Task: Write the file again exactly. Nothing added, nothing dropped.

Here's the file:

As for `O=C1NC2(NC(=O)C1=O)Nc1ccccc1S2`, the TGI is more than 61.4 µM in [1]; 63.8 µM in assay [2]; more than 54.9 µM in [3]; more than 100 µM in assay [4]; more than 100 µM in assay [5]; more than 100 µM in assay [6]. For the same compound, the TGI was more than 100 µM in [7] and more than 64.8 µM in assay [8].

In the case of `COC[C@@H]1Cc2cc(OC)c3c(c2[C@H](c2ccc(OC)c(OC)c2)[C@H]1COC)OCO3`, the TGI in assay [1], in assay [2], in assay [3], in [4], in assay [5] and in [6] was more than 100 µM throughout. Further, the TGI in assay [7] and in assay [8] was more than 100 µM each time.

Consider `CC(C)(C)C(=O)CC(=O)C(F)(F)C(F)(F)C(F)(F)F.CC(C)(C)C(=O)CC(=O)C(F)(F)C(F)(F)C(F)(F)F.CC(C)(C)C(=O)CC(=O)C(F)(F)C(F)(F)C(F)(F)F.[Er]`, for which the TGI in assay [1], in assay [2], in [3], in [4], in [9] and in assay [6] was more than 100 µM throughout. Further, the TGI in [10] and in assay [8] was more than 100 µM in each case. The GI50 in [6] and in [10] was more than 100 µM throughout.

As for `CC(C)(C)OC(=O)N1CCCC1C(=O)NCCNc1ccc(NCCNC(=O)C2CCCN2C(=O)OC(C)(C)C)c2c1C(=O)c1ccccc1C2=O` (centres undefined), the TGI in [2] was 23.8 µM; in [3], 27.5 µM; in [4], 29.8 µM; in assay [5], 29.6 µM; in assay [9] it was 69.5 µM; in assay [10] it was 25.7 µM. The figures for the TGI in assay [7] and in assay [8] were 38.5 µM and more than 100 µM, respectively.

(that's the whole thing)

As for `O=C1NC2(NC(=O)C1=O)Nc1ccccc1S2`, the TGI is more than 61.4 µM in [1]; 63.8 µM in assay [2]; more than 54.9 µM in [3]; more than 100 µM in assay [4]; more than 100 µM in assay [5]; more than 100 µM in assay [6]. For the same compound, the TGI was more than 100 µM in [7] and more than 64.8 µM in assay [8].

In the case of `COC[C@@H]1Cc2cc(OC)c3c(c2[C@H](c2ccc(OC)c(OC)c2)[C@H]1COC)OCO3`, the TGI in assay [1], in assay [2], in assay [3], in [4], in assay [5] and in [6] was more than 100 µM throughout. Further, the TGI in assay [7] and in assay [8] was more than 100 µM each time.

Consider `CC(C)(C)C(=O)CC(=O)C(F)(F)C(F)(F)C(F)(F)F.CC(C)(C)C(=O)CC(=O)C(F)(F)C(F)(F)C(F)(F)F.CC(C)(C)C(=O)CC(=O)C(F)(F)C(F)(F)C(F)(F)F.[Er]`, for which the TGI in assay [1], in assay [2], in [3], in [4], in [9] and in assay [6] was more than 100 µM throughout. Further, the TGI in [10] and in assay [8] was more than 100 µM in each case. The GI50 in [6] and in [10] was more than 100 µM throughout.

As for `CC(C)(C)OC(=O)N1CCCC1C(=O)NCCNc1ccc(NCCNC(=O)C2CCCN2C(=O)OC(C)(C)C)c2c1C(=O)c1ccccc1C2=O` (centres undefined), the TGI in [2] was 23.8 µM; in [3], 27.5 µM; in [4], 29.8 µM; in assay [5], 29.6 µM; in assay [9] it was 69.5 µM; in assay [10] it was 25.7 µM. The figures for the TGI in assay [7] and in assay [8] were 38.5 µM and more than 100 µM, respectively.